One double in five throws? Who could do that?

The following little story happened at a backgammon tournament in Berlin in 1986. A bunch of the best players in Germany were gathered there. So good players, professional players and wannabes, but also admitted hobby players.

In the evening, Jürgen, a well-known gambler of many years’ standing, suddenly took a dice cup in his hand (oh, did he ever put it down?) and said, “Listen, guys. You know: Normally there is a double every 6 throws, I make a double in 5 throws, you can all put up, everything goes, it doesn’t matter now, I’m on fire” (that means: I lost a lot, of course he just said that, but Jürgen could really lose the overview sometimes and “burn”).

The tournament hall was still well filled even at night time and Jürgen’s organ and in general his whole appearance always caused a stir. So he succeeded in attracting attention and many people. He repeated his announcement a few more times: “I make a double in 5 throws. If it comes up to and including the 5th throw, I win, otherwise you win. Anything goes. You can bet as much as you want. Normally it comes in six throws, I’ll do it in five.”

The gamblers traditionally have their cash in their pockets, ready to hand. And the hundreds of notes flew onto the table in front of him. “Who else wants to join in? Anything goes. I’ll do doubles in five throws.” Everyone seemed to think that Jürgen had lost the plot again. With him, you had to expect a lot. But had he built up his image consciously?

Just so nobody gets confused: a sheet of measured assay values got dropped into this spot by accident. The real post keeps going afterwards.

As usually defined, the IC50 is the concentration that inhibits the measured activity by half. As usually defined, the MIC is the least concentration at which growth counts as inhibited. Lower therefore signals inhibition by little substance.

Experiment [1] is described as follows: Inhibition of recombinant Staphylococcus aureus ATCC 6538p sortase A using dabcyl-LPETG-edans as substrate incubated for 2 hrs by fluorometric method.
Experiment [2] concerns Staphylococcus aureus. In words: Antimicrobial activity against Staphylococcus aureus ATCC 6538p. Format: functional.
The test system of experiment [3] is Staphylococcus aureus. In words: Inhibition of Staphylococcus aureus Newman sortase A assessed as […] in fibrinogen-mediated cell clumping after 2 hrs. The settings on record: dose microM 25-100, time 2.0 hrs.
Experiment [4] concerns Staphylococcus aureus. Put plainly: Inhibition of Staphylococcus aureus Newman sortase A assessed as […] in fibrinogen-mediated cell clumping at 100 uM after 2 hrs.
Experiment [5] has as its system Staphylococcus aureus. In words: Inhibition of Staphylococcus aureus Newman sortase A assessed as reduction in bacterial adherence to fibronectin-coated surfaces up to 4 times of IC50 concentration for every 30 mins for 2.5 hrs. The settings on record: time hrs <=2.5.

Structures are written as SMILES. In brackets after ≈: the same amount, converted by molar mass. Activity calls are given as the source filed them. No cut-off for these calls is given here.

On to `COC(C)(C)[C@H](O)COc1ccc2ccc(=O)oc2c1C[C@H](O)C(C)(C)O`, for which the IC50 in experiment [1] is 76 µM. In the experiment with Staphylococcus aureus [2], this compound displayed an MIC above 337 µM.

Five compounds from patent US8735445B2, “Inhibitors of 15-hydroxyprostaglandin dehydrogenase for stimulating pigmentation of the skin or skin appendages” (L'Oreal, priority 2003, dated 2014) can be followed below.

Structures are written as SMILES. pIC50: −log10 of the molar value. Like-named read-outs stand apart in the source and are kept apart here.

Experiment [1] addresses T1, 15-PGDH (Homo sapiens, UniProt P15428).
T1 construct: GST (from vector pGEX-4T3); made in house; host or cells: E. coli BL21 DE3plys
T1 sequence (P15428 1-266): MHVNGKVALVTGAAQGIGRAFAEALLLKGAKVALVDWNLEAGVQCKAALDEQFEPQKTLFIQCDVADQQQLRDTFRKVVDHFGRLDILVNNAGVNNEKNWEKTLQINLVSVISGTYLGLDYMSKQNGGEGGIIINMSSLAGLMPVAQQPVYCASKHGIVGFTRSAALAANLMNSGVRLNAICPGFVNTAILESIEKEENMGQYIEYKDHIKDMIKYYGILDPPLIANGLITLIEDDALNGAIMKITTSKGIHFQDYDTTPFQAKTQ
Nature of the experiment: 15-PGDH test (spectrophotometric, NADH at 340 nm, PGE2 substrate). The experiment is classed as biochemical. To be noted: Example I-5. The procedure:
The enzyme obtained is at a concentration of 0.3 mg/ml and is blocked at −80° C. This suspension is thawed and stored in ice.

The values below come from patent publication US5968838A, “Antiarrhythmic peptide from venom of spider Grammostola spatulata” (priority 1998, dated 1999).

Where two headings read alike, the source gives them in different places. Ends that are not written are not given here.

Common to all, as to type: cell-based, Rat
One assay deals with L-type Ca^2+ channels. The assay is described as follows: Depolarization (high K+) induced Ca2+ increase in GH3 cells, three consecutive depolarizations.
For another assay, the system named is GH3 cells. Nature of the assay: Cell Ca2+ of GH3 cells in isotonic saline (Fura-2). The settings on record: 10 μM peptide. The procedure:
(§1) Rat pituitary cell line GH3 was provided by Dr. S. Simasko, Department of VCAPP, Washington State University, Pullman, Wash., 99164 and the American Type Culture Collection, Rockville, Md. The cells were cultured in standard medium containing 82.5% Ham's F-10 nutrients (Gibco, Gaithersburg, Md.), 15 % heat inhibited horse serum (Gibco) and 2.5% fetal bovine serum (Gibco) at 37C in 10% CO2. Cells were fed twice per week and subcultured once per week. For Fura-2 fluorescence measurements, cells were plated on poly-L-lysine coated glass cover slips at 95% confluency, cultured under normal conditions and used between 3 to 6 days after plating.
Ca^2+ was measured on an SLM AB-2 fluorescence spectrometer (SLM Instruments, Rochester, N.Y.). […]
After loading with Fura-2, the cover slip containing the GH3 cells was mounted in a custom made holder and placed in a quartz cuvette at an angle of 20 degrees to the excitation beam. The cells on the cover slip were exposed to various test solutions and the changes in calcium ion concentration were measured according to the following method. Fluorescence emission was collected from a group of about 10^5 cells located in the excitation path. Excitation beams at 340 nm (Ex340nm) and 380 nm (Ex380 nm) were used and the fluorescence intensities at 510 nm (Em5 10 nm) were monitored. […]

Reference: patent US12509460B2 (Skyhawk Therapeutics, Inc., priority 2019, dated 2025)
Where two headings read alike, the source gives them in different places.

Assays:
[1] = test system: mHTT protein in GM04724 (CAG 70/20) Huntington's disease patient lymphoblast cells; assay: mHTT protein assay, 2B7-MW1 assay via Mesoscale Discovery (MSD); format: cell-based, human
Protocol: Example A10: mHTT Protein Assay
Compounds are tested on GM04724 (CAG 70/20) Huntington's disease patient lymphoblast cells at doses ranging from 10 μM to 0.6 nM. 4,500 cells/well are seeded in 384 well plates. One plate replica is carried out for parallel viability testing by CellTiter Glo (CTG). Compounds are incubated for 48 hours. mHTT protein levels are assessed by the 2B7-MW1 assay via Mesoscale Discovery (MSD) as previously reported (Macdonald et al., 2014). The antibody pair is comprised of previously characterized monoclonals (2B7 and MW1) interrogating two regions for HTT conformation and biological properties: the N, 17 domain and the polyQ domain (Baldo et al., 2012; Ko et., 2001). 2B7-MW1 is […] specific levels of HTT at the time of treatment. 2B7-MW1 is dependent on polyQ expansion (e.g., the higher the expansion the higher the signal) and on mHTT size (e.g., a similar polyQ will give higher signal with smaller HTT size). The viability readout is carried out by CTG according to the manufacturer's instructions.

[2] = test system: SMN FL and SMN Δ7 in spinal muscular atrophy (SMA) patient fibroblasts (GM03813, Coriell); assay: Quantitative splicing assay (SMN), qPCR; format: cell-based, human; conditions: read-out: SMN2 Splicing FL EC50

So the bet was: He has five attempts to throw doubles. If he succeeds, he collects the money. If he doesn’t, he has to pay out everything. The bet was without odds, i.e. 100 DM against 100 DM, just like everyone used to bet, there was only so-called “equal money”. Odds 2.0, 100 DM against 100 DM (see chapter “How are odds created?”).

So, a lot of people were betting. The whole thing ran for half an hour. The hundreds flew across the table. Sometimes Jürgen won, sometimes he had to pay out everything.

I could have played too, but I didn’t. Would you have played along? Did I really just not do it out of fear? Or is there some mysterious mathematics behind it all? In any case, it sounds and obviously tempting: Normally you really need 6 throws for a double.

After half an hour, the game was over. Jürgen had earned a pile of dough, the lucky guy. One or the other may have had a somewhat shorter night’s rest afterwards. But whether he just cursed his bad luck or took out a calculator after all? Nothing has come down to me about that. I always have my calculator with me in the form of my light bulb. Is there a solution to this riddle? There is, please continue in the chapter “How many throws does it really take to make a double?” After all, we are in the biographical section here, there is no calculating!